Whatever else can be gleaned from tonight's budget, one thing is clear. This Budget marks the moment Australia became the least generous nation that we have ever been. 

We prayed and spoke out so that we would not, as a nation, choose to balance the budget on the backs of the poorest. But that is what has happened. The additional $224 million cut to Australia's aid program this year brings our aid budget to its lowest ever level – just 23 cents in every $100 of our national income (0.23% of Gross National Income). It will fall even further as a proportion of our income in the years to come.

This cut was first flagged in December 2014 by Treasurer Joe Hockey, but it's been carried through with utilitarian indifference by Treasurer Scott Morrison, whose maiden speech included an impassioned plea to increase (not cut) aid: "The need is not diminishing, nor can our support. It is the Australian thing to do."

Under tougher budget circumstances, the British Government made the choice to increase its aid contribution to the international target of 0.7% GNI. Many other aid contributing nations have also been lifting their contribution to global anti-poverty cooperation. Among the 27 wealthy donor nations of the OECD, Australia will now fall from 13th to 16th largest aid contributor (relative to the size of our economy).

Let's be clear: this was a choice. Once again, the aid program (already cut by around one-third since 2012-13) makes up a substantial proportion of Federal Budget cuts, although it represents only 0.8% of Government spending.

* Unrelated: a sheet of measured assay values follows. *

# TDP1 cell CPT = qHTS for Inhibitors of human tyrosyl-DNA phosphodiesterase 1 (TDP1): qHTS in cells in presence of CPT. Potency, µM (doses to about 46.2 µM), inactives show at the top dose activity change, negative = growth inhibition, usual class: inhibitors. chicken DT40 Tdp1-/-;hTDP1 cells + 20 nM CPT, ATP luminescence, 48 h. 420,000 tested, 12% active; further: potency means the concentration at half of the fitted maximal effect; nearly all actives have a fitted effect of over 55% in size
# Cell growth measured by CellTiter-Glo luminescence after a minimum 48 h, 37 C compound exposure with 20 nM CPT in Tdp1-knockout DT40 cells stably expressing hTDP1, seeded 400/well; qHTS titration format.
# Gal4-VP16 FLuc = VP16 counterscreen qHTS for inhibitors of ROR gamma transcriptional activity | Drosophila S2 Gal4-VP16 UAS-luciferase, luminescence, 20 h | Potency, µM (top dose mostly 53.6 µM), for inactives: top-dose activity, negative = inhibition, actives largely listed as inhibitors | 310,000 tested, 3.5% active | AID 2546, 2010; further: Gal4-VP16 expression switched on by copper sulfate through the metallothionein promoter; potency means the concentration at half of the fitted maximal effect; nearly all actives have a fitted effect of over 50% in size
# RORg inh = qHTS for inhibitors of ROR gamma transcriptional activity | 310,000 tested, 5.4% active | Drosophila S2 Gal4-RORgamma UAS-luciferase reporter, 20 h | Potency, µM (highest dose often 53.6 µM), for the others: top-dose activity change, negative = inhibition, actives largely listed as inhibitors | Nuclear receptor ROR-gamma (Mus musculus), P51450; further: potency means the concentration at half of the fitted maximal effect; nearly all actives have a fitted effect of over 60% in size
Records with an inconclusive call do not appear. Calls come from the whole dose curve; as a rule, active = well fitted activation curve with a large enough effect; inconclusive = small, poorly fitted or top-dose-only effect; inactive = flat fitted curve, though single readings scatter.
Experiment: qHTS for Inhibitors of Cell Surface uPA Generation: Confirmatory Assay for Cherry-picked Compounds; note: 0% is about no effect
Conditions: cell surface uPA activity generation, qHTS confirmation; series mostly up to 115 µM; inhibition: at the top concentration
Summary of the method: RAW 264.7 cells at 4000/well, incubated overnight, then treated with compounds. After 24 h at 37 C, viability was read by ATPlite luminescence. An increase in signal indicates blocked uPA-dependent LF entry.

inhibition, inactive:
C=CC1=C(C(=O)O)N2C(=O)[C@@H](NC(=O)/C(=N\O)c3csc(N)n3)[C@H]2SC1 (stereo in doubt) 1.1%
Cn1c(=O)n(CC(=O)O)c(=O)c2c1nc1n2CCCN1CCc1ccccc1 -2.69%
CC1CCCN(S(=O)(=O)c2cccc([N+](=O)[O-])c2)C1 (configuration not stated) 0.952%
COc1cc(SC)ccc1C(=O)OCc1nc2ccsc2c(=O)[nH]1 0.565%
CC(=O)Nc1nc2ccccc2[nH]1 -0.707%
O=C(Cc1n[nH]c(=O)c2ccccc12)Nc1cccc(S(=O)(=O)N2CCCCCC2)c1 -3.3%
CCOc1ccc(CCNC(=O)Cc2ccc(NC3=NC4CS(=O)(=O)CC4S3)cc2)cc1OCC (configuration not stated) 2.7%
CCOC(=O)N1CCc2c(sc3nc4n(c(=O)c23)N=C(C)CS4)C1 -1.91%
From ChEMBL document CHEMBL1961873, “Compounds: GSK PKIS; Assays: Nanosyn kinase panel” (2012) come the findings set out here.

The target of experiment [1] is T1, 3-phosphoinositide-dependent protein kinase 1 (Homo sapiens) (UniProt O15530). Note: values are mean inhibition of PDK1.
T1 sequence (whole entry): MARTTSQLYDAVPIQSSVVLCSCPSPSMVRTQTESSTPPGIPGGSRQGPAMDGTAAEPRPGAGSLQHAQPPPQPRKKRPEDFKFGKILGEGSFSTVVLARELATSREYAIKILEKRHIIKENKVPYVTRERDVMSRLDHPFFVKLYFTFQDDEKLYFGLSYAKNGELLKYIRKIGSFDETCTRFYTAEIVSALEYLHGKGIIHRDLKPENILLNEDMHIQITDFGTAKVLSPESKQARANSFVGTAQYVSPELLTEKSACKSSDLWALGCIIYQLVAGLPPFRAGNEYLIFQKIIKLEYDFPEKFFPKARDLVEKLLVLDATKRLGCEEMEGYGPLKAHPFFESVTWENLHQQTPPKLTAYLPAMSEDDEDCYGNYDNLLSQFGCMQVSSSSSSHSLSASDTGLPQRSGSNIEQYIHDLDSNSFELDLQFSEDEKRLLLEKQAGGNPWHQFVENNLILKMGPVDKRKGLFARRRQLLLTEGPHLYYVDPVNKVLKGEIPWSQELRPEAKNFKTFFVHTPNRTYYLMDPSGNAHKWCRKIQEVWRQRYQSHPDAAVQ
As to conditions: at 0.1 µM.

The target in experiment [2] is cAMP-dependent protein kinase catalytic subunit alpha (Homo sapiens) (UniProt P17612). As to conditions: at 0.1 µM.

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We should not be walking away from those in need. Our region is the most vulnerable to natural disasters and faces increased instability and risk because of this. Our aid investments in health and education are being cut faster than in other sectors, despite the pressing challenges in global health and the power of education to drive empowerment of women and girls, boost productivity, and contribute to stability and prosperity. 

We call on the Government, and on all political parties, to draw a line under this era of aid cuts and start drawing up a plan to contribute again as strongly as we should to the fight against poverty and return to the generous nation that we once were.

Thousands of Micah supporters have contacted both the Foreign Minister Julie Bishop and Treasurer Scott Morrison over the last few months. Our voices have not been raised in vain. Over the next few months, we will be working with churches around the country to engage every candidate standing for election, to call on them to be champions not only for their electorate, but – as representatives in our national Parliament – to be champions for Australian aid, one of the ways we contribute to the fight against global poverty. 

“If you ill-treat the poor, you insult your Creator; if you are kind to them, you show Him respect” – Proverbs 14:31